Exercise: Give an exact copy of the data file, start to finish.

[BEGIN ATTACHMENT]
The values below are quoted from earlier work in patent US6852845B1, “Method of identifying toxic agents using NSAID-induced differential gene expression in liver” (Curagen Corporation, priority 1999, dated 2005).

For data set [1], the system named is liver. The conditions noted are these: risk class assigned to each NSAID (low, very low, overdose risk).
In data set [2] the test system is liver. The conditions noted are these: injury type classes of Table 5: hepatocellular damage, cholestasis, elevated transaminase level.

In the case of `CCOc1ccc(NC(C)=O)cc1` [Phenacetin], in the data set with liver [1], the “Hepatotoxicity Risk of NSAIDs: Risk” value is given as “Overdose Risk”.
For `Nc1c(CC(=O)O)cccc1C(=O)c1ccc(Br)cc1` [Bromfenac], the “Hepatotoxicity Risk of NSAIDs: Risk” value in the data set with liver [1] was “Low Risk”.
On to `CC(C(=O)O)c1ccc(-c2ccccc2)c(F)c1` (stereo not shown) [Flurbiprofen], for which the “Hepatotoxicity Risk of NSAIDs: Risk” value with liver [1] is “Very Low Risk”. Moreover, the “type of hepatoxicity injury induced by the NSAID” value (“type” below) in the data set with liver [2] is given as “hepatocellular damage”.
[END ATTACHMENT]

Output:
The values below are quoted from earlier work in patent US6852845B1, “Method of identifying toxic agents using NSAID-induced differential gene expression in liver” (Curagen Corporation, priority 1999, dated 2005).

For data set [1], the system named is liver. The conditions noted are these: risk class assigned to each NSAID (low, very low, overdose risk).
In data set [2] the test system is liver. The conditions noted are these: injury type classes of Table 5: hepatocellular damage, cholestasis, elevated transaminase level.

In the case of `CCOc1ccc(NC(C)=O)cc1` [Phenacetin], in the data set with liver [1], the “Hepatotoxicity Risk of NSAIDs: Risk” value is given as “Overdose Risk”.
For `Nc1c(CC(=O)O)cccc1C(=O)c1ccc(Br)cc1` [Bromfenac], the “Hepatotoxicity Risk of NSAIDs: Risk” value in the data set with liver [1] was “Low Risk”.
On to `CC(C(=O)O)c1ccc(-c2ccccc2)c(F)c1` (stereo not shown) [Flurbiprofen], for which the “Hepatotoxicity Risk of NSAIDs: Risk” value with liver [1] is “Very Low Risk”. Moreover, the “type of hepatoxicity injury induced by the NSAID” value (“type” below) in the data set with liver [2] is given as “hepatocellular damage”.